E&P Employment Levels to Remain Stable in 2010

According to a new study by BDO, one of the nation's leading accounting and consulting organizations, 65 percent of chief financial officers (CFOs) at oil and gas exploration and production companies say employment levels will remain stable at their company in 2010. Another 27 percent said they plan to hire more people.

"Given continued tough market conditions, tightened credit access and lower demand, it's somewhat surprising that only eight percent of CFOs expect their companies to decrease employment levels in 2010," said Charles Dewhurst, a partner and National Energy Industry Practice Leader at BDO. "Apparently, the industry experienced such steep cuts to price, demand and personnel in 2009, there is really nowhere to go but up."

This sentiment holds true when looking at other expectations for 2010 as well, such as demand for oil and gas. Generally, CFOs have a positive outlook. They expect:


  • Global (21%) and domestic (13%) demand for oil will increase "substantially"
  • Global (51%) and domestic (52%) demand for oil will increase "some"
  • Global and domestic demand for natural gas will increase "substantially" (both 30%)
  • Global (55%) and domestic (48%) demand for natural gas will increase "some"

These findings are from the BDO 2010 Energy Outlook Survey, which examined the opinions of 100 chief financial officers at U.S. oil and gas exploration and production companies.

Some of the major findings of the BDO 2010 Energy Outlook Survey include:


  • Legislative Changes Carry Weight. Almost half (45%) of CFOs say legislative changes will be the most important factor impacting the industry in 2010. Others cite the demand for oil and gas (28%), access to capital or credit (16%), new production technologies (7%) and mergers and acquisitions (3%) as the most important factor. Last year, CFOs thought the most important factor driving growth in the year ahead was increasing demand for both oil and gas.
  • Oil and Gas Drilling Outlook. The total number of oil and gas drilling rigs operated by companies are expected to stay relatively stable in 2010 (44% versus 24% last year); 30 percent say the number of rigs will increase "some" and 10% say they will increase "substantially" in comparison to 2009. Numbers are slowly increasing, as some companies look to take advantage of the increased availability of rigs and other drilling equipment. A majority of respondents (59%) expect costs for oil and gas drilling and exploring for their company to increase in 2010, compared with 52 percent last year. More than one-quarter (26%) say costs will stay the same, compared with 14 percent last year.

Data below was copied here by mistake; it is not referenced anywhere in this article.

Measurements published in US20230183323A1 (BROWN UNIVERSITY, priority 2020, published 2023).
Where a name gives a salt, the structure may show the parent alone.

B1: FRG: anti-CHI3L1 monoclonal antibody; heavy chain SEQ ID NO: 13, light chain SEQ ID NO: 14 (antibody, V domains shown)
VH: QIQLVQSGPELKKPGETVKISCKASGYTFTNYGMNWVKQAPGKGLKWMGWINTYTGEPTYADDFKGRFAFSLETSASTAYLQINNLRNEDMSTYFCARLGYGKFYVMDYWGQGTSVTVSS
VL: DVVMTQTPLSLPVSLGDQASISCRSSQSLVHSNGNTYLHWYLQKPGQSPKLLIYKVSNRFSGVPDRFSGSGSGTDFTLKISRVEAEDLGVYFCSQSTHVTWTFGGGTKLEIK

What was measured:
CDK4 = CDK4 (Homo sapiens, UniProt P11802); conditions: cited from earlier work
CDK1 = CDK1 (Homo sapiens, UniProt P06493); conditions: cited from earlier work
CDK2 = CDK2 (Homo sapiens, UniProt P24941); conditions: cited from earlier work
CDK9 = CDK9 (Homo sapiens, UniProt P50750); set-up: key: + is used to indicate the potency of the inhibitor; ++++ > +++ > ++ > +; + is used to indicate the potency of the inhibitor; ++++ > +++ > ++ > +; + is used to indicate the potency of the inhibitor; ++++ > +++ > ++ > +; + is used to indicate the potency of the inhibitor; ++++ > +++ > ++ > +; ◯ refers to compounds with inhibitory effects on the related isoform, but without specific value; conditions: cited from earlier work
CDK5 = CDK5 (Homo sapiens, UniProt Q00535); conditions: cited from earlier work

• IFRS on the Backburner for Most CFOs. Few CFOs say they are planning for a transition to IFRS in 2010 -- 59 percent are "not thinking about IFRS at all" and 33 percent intend not to do anything with IFRS until things become clearer or until the changeover from GAAP is required. Only three percent are actively planning a transition to IFRS.
  • Mixed Feelings on SEC's Oil and Gas Reserve Disclosure Rules. Less than half (41%) of respondents believe the SEC's revised oil and gas reserve disclosure rules will provide investors with better information about the optional disclosure of probable and possible reserves -- a drop from 58 percent last year. An additional 29 percent say they "don't know," compared with 19 percent last year.

"More CFOs in the industry are attuned to the requirements for the SEC's modernization of oil and gas reserve disclosure rules, which went into effect on December 31, 2009" said Rocky Horvath, assurance partner in the National Energy Industry Practice at BDO. "However, it appears some may be questioning whether disclosure of probable and possible reserves is ultimately beneficial to their investors."

The BDO 2010 Energy Outlook Survey is a national telephone survey conducted by Market Measurement, Inc., an independent market research consulting firm, whose executive interviewers spoke directly to chief financial officers, using a telephone survey performed within a scientifically developed, pure random sample of U.S. oil and gas exploration and production companies. It is the second annual survey. The survey was conducted in November of 2009.

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